All of us hoped that we could save the discussion about the future monarchy for the time of the next monarch. The Queen may still be with us but this year might see the queen and her 70-year reign without any contention. In which we could commemorate Prince Philip at today’s service without the shadow of controversy.

But, no. After the Duke and Duchess of Cambridge’s tour of the Caribbean, republican fervour has been re-invigorated, accompanied by no end of wiseacre suggestions to the next royal generations about how they should be doing the job.

No matter that the royal couple were doing the sort of thing which constitutional monarchs have done for decades — waving, shaking hands, making a few dull speeches and then hopping back on the plane, having cheered up more people than they annoyed.

At the conclusion of the trip internet trolls could be heard singing and royal commentators shaking in their heads.

Queen Elizabeth II and Prince Philip waving from the back of an open Land Rover during a visit to Kingston in Jamaica in November 1953

The Duke and Duchess of Cambridge invoked the spirit of the Queen and Prince Philip on their royal tour in Kingston, Jamaica

Nostalgia – The Queen and Philip, Jamaica 1953. (right) William & Kate, last week.

This is why Prince William decided that things must change. He wants to modernise the monarchy, make it more ‘agile’ — and end the age-old royal policy of ‘never complain, never explain’.

The tour is difficult and it’s a sensible, as well as sympathetic, response. It is however, also hopelessly misguided.

William’s grandmother has been such a successful monarch precisely because she never complains and never explains. Prince Charles is the opposite. He complains much and demands that we know all his views about everything, which alienates nearly as many people.

It was Charles who once said: ‘It is no fun having your head shot off all the time.’

Yet his critics only took pot shots because he used his position as heir to the throne to impose his views — whether on organic farming, architecture or homeopathy.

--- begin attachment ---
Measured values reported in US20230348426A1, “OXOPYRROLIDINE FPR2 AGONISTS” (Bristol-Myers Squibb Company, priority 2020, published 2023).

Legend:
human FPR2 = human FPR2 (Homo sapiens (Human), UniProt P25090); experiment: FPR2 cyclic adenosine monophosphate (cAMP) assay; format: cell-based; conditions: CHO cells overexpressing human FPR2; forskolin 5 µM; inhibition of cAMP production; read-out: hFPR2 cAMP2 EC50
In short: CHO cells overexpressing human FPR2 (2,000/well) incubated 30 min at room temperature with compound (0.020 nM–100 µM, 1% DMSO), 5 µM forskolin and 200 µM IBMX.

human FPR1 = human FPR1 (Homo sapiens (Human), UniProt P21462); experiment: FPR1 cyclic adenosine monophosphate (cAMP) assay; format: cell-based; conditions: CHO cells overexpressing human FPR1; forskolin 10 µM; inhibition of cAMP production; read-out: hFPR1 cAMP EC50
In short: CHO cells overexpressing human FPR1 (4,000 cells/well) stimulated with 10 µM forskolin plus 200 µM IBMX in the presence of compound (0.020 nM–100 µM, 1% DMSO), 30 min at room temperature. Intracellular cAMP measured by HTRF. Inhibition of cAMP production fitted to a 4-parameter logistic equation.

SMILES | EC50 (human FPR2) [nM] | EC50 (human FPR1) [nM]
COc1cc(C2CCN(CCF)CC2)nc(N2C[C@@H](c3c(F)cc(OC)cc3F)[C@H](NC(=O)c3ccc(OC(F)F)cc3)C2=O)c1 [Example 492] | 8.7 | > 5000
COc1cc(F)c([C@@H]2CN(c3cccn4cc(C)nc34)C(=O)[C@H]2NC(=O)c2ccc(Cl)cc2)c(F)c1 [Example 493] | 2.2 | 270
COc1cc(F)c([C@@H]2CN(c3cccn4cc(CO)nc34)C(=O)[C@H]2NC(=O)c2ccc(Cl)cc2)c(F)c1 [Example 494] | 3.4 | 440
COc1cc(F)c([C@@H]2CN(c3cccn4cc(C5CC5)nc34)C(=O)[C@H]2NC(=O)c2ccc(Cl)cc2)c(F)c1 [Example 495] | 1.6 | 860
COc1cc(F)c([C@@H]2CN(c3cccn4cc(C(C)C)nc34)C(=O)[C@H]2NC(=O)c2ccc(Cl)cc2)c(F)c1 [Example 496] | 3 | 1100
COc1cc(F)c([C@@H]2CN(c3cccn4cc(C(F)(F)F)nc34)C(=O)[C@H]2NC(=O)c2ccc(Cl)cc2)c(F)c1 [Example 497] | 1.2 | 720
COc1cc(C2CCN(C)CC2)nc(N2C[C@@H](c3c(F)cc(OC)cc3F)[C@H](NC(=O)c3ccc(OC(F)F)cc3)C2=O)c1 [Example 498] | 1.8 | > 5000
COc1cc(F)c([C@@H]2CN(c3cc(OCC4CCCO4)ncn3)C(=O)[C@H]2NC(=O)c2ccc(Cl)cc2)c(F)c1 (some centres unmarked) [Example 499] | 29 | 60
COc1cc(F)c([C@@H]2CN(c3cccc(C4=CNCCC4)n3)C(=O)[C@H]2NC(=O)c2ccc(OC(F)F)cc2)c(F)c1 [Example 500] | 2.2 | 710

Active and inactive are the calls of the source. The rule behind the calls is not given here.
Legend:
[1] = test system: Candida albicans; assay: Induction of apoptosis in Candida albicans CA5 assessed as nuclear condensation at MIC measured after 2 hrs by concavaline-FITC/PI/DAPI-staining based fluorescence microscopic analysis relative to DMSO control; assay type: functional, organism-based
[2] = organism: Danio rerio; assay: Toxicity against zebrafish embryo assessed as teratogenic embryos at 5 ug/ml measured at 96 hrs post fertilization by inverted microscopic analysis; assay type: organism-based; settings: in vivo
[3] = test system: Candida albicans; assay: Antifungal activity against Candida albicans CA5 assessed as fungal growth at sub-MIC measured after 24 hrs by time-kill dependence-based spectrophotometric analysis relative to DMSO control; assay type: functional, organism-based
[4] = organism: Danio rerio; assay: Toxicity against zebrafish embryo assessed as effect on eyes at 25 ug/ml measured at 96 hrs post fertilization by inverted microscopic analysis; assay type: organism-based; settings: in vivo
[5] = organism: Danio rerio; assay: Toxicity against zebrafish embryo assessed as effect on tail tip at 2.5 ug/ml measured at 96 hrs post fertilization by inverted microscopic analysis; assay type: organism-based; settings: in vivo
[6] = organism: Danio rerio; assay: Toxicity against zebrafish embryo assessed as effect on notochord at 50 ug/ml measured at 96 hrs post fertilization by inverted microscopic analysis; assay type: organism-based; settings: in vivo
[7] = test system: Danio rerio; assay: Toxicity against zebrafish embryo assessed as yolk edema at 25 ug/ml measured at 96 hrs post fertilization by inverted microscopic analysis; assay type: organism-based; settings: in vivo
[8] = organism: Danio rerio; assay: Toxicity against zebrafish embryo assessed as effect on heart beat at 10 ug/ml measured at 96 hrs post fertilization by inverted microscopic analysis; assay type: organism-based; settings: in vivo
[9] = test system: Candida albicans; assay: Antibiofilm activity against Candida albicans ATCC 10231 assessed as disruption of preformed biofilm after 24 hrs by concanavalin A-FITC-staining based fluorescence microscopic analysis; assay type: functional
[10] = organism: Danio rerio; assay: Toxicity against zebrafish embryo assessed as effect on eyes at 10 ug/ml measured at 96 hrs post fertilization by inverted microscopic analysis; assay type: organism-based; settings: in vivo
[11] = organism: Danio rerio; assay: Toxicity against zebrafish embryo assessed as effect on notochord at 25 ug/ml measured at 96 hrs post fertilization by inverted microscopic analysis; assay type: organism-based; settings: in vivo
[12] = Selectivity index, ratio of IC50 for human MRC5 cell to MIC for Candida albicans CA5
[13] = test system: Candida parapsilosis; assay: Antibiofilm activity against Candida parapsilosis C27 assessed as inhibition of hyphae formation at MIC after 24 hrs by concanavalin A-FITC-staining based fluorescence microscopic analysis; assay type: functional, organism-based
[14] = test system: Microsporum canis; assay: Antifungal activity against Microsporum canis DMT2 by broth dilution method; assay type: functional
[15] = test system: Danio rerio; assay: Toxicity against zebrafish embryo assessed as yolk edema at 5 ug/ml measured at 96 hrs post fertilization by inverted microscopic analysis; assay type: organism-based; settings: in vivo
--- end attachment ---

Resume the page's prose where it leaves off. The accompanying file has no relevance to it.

In 2010, Charles wrote a book called Harmony, and urged us all to embrace a ‘revolution’ in man’s attitude towards the natural environment. ‘That’s what motivates me,’ he said in an accompanying TV series. ‘I can only somehow imagine that I find myself being born into this position for a purpose.’

He was actually born to his constitutional headship without any known opinions on controversial topics.

As with old-fashioned children and royalty, it is important to see them, not just hear. Although we must see William and Kate, it is important that they practice reticence. We don’t need them to share our feelings or even their views on slavery.

A palace source stressed that William is not being critical of the Queen in his endeavour to change the monarchy: ‘He admires her absolutely and has learnt so much from her. But he is looking ahead to see how things will be in 40 years’ time.’

None of us knows what will happen in a year’s time, let alone 40! But we can be certain — as long as the monarchy is still in existence — that the critics and republicans will still be with us, and that if William keeps sharing his preoccupations and agonies, he will only make things worse for himself.

Prince Philip (pictured) was known for regularly putting his foot in his mouth, but never felt the need to explain his behaviour writes A.N. Wilson

Prince Philip (pictured) is known for repeatedly putting his foot into his mouth. But, A.N. never found the need to address his actions. Wilson

The really hard lesson of speaking without words is something he must learn. Silence is the best teacher. The Duke of Edinburgh used to say that he had spent many years practising the science of ‘dontopedalogy’ — opening his mouth and putting his foot in it. But the truth is, Philip never felt he had to explain his behaviour, and there is a deep irony in the fact that William’s statement came on the eve of his grandfather’s memorial service.

Philip was born in 1897, which is to say that he lived the majority of his life prior the internet. For William and Kate to feel they should ‘explain’ things every time they are criticised is to invite the trolls to tear them to shreds.